I didn’t understand that managers are leaders.

And it felt like I was the only manager that ever sucked at their job. For a long time, this was my story and I wasn’t proud of it. I knew I had to take action and change my story.

Photo by Ann H from Pexels.

Fast forward to 2006. I was sitting in my office one morning working on a draft of the workbook that would eventually become Blue Collar University®. I was to designing it to help blue-collar workers become world-class leaders. The phone rang.

A panicked voice said, “I think my boss is going to fire me. Can you help me?” That panicked voice belonged to a young man by the name of Michael.

I said, “Michael, I need some history here. Tell me your story.”

Michael’s life hadn’t been the greatest. His parents weren’t the best role models. He’d had two failed marriages and a child from each, and had finally cleared his name from some serious encounters with the law. And he was just about to clean up years of debt and bad credit.

He was now married to the love of his life, with a third child, a daughter, to care for. He was still financially underwater, but working his way through the debt. His dream was much like most of us — own a house free and clear, take his wife on vacations, and give his children a head start in life. He wanted his family to have a better life than he had.

Michael had never given up trying to better himself. He had worked his way up from laborer to apprentice to journeyman pipefitter.

He was then promoted to manager because he was good at his job, technically.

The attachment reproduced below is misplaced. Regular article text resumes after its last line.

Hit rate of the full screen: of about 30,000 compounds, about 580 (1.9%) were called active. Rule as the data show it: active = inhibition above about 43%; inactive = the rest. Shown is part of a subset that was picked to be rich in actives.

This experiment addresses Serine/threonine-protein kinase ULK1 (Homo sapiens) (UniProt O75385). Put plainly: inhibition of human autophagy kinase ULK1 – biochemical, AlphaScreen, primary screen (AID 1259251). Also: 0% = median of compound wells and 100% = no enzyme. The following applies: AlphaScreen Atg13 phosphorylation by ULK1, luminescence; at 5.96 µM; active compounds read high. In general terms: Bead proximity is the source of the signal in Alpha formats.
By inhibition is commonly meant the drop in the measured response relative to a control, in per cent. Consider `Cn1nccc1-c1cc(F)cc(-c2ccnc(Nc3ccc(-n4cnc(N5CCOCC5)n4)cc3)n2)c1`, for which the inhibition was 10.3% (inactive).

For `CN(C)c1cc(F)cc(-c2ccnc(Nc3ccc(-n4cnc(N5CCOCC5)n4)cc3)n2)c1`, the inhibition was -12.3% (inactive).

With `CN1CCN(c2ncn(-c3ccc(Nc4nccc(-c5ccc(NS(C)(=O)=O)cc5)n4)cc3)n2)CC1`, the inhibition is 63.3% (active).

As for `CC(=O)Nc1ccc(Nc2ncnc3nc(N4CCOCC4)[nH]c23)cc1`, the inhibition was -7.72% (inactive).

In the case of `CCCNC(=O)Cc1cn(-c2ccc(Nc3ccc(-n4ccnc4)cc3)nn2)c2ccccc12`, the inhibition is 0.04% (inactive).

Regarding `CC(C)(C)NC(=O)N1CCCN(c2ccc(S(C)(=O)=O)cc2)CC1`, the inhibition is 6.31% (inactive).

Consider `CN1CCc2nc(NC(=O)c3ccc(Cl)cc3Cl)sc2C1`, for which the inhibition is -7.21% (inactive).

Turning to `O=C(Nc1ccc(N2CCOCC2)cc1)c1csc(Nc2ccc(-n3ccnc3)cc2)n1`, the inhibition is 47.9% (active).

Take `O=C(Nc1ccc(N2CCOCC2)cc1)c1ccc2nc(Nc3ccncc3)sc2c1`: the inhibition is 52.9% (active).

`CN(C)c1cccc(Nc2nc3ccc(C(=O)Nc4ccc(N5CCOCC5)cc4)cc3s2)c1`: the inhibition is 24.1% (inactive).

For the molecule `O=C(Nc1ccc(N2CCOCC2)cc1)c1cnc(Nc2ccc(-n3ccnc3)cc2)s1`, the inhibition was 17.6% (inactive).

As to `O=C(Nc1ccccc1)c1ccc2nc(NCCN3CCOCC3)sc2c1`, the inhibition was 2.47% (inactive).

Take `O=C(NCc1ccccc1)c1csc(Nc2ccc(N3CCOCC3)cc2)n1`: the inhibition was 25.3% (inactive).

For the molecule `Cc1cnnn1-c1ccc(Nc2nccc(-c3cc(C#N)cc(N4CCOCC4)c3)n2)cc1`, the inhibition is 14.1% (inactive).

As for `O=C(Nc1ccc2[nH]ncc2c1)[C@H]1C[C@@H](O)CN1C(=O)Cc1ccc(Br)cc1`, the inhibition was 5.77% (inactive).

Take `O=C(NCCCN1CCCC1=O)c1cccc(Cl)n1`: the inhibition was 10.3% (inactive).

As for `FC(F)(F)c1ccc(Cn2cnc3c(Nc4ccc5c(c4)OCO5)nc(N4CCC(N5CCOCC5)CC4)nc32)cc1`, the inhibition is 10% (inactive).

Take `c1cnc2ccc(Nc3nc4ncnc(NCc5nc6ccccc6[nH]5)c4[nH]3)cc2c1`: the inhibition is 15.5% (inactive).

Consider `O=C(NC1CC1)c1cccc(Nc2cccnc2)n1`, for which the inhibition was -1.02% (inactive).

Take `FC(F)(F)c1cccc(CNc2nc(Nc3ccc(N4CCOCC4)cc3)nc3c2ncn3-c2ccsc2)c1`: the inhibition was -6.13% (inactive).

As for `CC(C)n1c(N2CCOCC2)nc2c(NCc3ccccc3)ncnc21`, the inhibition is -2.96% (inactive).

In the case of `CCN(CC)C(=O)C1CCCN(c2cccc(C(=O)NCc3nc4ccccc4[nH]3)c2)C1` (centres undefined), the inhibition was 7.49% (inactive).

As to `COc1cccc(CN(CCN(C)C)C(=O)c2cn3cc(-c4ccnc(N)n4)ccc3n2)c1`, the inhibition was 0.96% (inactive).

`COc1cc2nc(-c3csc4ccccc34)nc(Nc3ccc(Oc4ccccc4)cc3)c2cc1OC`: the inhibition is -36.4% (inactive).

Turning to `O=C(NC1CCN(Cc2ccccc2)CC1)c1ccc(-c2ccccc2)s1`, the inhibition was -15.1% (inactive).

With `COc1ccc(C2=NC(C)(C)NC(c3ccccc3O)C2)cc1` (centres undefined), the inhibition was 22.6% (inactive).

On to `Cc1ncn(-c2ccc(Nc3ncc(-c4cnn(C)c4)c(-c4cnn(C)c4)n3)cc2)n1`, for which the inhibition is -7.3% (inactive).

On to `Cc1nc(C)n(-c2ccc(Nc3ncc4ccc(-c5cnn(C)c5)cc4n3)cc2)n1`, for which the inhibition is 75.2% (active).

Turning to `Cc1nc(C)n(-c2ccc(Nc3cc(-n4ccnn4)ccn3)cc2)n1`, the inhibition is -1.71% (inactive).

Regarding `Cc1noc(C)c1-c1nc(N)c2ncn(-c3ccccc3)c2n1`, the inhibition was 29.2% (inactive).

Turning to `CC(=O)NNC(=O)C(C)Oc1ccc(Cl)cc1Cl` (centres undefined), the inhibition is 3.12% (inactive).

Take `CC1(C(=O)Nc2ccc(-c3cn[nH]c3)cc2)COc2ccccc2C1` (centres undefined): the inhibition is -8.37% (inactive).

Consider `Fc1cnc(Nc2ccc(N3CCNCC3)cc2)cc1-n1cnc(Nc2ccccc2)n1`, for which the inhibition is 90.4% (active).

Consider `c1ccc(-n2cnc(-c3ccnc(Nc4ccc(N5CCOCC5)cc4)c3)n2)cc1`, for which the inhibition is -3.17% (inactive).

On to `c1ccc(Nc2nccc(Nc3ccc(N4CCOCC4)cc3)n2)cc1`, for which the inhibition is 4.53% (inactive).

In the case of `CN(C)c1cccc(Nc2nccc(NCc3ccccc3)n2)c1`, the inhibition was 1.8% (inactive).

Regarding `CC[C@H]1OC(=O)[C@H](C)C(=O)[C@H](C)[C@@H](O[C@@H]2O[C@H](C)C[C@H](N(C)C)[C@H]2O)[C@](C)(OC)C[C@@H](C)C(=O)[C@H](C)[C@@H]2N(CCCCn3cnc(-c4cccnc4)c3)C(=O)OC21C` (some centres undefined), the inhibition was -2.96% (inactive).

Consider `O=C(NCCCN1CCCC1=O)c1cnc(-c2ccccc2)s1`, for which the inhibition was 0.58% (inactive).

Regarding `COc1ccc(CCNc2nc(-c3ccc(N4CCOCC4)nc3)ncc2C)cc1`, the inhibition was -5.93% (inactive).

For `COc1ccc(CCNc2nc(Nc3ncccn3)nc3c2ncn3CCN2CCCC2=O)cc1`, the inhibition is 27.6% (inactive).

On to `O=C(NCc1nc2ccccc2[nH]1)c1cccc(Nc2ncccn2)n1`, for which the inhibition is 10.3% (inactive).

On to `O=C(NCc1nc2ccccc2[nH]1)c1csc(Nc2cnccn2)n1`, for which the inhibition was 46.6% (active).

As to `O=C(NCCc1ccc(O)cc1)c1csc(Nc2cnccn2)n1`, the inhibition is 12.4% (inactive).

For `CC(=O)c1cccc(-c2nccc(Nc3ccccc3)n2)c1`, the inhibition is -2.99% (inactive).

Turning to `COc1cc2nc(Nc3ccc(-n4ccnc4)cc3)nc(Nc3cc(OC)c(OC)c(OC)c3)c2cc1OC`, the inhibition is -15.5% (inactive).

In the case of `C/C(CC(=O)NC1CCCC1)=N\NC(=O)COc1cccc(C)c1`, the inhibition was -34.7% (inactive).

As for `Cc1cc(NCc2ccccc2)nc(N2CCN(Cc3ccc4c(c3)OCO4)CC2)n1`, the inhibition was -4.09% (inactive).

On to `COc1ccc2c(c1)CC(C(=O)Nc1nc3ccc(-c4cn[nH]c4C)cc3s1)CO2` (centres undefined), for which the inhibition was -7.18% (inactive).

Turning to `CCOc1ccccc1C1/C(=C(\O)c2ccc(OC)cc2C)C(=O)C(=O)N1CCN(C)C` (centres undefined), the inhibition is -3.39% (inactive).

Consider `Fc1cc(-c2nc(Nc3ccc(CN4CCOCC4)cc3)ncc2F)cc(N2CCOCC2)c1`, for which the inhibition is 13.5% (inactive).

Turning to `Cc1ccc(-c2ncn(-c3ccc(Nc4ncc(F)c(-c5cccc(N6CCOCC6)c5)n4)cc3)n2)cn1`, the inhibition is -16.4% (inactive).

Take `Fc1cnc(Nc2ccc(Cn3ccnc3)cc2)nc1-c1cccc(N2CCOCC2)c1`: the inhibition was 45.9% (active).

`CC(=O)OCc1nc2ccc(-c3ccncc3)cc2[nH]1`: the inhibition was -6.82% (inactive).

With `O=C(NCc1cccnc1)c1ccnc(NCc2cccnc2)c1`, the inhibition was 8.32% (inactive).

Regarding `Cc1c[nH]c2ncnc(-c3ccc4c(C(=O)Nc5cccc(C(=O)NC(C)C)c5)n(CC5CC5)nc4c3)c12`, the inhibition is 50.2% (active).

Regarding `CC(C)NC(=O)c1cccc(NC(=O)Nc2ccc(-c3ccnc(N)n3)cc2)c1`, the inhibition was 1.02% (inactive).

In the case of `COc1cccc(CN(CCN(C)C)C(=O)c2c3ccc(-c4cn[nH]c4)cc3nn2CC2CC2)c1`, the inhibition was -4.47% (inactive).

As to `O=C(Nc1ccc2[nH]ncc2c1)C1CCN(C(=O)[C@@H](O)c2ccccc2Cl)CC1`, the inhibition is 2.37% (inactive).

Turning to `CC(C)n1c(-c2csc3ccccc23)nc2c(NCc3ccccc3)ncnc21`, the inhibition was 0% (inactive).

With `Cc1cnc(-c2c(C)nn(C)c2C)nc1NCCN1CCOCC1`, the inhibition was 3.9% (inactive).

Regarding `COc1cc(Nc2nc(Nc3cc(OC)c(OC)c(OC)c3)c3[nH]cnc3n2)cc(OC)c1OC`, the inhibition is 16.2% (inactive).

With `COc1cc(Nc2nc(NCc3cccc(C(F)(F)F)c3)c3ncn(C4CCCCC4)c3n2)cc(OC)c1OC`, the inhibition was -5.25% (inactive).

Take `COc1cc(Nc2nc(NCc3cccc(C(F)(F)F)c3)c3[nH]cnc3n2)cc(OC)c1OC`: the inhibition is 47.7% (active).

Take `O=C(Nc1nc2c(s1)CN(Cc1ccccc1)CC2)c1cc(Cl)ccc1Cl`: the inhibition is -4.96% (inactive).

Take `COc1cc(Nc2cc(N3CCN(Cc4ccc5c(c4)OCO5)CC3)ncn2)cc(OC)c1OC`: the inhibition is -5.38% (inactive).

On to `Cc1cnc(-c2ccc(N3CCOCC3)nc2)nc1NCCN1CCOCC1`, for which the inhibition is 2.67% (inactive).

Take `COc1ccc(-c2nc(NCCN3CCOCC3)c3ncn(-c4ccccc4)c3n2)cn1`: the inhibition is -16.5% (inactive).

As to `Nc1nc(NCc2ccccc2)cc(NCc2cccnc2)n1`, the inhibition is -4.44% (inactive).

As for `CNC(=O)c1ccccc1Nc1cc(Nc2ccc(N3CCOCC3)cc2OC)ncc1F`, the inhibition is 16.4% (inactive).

I finally asked him, “Michael, how do you know you’re about to be fired?”

He said, “I have been the manager of my department for over a year now and just received my first evaluation. This is what it says: “Michael has met none of the criteria for being a manager in this company. He has ninety days to get his act together.”

I said, “That’s it? Nothing else?”

“Nothing else.”

“Well Michael, what are the criteria for being a manager at your company?”

“I don’t know the criteria!” he answered. “I don’t know what the goal is and I sure don’t know how to get there.”

I asked him, “What do you most want from this job?”

He said, “Respect. Respect for a job well done.”

“What does respect look like to you?” I probed.

“I want my boss’s boss to come to my office and tell me I am doing a great job.”

That was Michael’s’ story back then.

Michael has changed his story. With coaching, mentoring, self-discipline, and constantly learning, he now runs a region that spans one-fourth of the state of California. And he mentors other managers that aren’t even in his region.

Everyone has a story. I have a story, Michael has a story, and you have a story. When people talk about their boss they tell stories about them. So, if you are in a leadership position, people are talking about you. They’re telling stories about you.

The question is, are they telling a story you want your family and friends to hear?

How would you feel if your spouse, parents, or children heard your story? Would they be proud of you? Are you proud of your story? If not, why not?

If your story isn’t one that you want to be repeated, you can do something about it.

Here are three questions you can answer to change your story:

  1. What is your story – take five minutes and write out a paragraph, phrases, or words that people would use to talk about how you deal with people.
  2. What do you need to do to change your story?
  3. What are you willing to do to change your story?

You can’t change your history.

You CAN change your future.

Image by yogesh more from Pixabay